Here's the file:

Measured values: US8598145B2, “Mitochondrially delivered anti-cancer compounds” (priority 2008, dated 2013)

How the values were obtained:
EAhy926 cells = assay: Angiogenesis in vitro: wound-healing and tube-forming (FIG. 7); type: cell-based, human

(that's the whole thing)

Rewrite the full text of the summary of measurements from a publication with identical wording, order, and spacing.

Measured values: US8598145B2, “Mitochondrially delivered anti-cancer compounds” (priority 2008, dated 2013)

How the values were obtained:
EAhy926 cells = assay: Angiogenesis in vitro: wound-healing and tube-forming (FIG. 7); type: cell-based, human